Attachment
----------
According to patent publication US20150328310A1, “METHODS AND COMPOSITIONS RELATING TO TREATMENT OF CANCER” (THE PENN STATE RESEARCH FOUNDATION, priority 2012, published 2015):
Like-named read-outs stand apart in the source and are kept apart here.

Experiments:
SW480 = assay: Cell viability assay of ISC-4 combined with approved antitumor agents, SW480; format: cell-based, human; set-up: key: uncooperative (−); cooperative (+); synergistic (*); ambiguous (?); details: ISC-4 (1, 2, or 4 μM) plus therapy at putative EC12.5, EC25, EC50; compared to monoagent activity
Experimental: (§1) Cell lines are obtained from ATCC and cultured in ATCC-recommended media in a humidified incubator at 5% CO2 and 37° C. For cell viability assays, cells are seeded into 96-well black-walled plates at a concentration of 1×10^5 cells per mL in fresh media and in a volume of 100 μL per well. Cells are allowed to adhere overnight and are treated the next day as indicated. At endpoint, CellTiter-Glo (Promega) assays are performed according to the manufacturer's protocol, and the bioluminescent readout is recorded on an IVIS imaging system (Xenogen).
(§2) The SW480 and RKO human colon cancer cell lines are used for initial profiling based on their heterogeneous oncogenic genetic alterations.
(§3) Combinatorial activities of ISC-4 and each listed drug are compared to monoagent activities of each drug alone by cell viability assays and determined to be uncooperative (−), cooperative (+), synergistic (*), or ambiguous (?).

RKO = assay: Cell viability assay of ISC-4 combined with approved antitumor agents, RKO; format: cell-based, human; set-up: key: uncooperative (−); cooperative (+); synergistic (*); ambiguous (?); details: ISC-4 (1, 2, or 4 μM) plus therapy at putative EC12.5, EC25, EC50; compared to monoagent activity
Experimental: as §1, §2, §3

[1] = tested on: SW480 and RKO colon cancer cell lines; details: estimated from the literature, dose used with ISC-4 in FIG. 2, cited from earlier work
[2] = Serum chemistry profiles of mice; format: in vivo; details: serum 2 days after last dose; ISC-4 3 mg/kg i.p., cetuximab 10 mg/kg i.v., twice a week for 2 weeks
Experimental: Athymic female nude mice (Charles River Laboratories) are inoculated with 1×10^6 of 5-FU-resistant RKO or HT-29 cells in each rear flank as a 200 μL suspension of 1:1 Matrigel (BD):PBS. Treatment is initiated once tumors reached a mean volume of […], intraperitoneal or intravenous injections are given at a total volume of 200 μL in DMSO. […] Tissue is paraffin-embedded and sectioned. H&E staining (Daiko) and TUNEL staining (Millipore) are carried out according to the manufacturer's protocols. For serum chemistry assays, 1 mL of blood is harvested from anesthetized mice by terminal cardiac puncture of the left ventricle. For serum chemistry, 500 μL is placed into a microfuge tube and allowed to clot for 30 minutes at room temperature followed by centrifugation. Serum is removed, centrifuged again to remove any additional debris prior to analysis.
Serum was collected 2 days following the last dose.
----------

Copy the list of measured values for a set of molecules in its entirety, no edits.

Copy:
According to patent publication US20150328310A1, “METHODS AND COMPOSITIONS RELATING TO TREATMENT OF CANCER” (THE PENN STATE RESEARCH FOUNDATION, priority 2012, published 2015):
Like-named read-outs stand apart in the source and are kept apart here.

Experiments:
SW480 = assay: Cell viability assay of ISC-4 combined with approved antitumor agents, SW480; format: cell-based, human; set-up: key: uncooperative (−); cooperative (+); synergistic (*); ambiguous (?); details: ISC-4 (1, 2, or 4 μM) plus therapy at putative EC12.5, EC25, EC50; compared to monoagent activity
Experimental: (§1) Cell lines are obtained from ATCC and cultured in ATCC-recommended media in a humidified incubator at 5% CO2 and 37° C. For cell viability assays, cells are seeded into 96-well black-walled plates at a concentration of 1×10^5 cells per mL in fresh media and in a volume of 100 μL per well. Cells are allowed to adhere overnight and are treated the next day as indicated. At endpoint, CellTiter-Glo (Promega) assays are performed according to the manufacturer's protocol, and the bioluminescent readout is recorded on an IVIS imaging system (Xenogen).
(§2) The SW480 and RKO human colon cancer cell lines are used for initial profiling based on their heterogeneous oncogenic genetic alterations.
(§3) Combinatorial activities of ISC-4 and each listed drug are compared to monoagent activities of each drug alone by cell viability assays and determined to be uncooperative (−), cooperative (+), synergistic (*), or ambiguous (?).

RKO = assay: Cell viability assay of ISC-4 combined with approved antitumor agents, RKO; format: cell-based, human; set-up: key: uncooperative (−); cooperative (+); synergistic (*); ambiguous (?); details: ISC-4 (1, 2, or 4 μM) plus therapy at putative EC12.5, EC25, EC50; compared to monoagent activity
Experimental: as §1, §2, §3

[1] = tested on: SW480 and RKO colon cancer cell lines; details: estimated from the literature, dose used with ISC-4 in FIG. 2, cited from earlier work
[2] = Serum chemistry profiles of mice; format: in vivo; details: serum 2 days after last dose; ISC-4 3 mg/kg i.p., cetuximab 10 mg/kg i.v., twice a week for 2 weeks
Experimental: Athymic female nude mice (Charles River Laboratories) are inoculated with 1×10^6 of 5-FU-resistant RKO or HT-29 cells in each rear flank as a 200 μL suspension of 1:1 Matrigel (BD):PBS. Treatment is initiated once tumors reached a mean volume of […], intraperitoneal or intravenous injections are given at a total volume of 200 μL in DMSO. […] Tissue is paraffin-embedded and sectioned. H&E staining (Daiko) and TUNEL staining (Millipore) are carried out according to the manufacturer's protocols. For serum chemistry assays, 1 mL of blood is harvested from anesthetized mice by terminal cardiac puncture of the left ventricle. For serum chemistry, 500 μL is placed into a microfuge tube and allowed to clot for 30 minutes at room temperature followed by centrifugation. Serum is removed, centrifuged again to remove any additional debris prior to analysis.
Serum was collected 2 days following the last dose.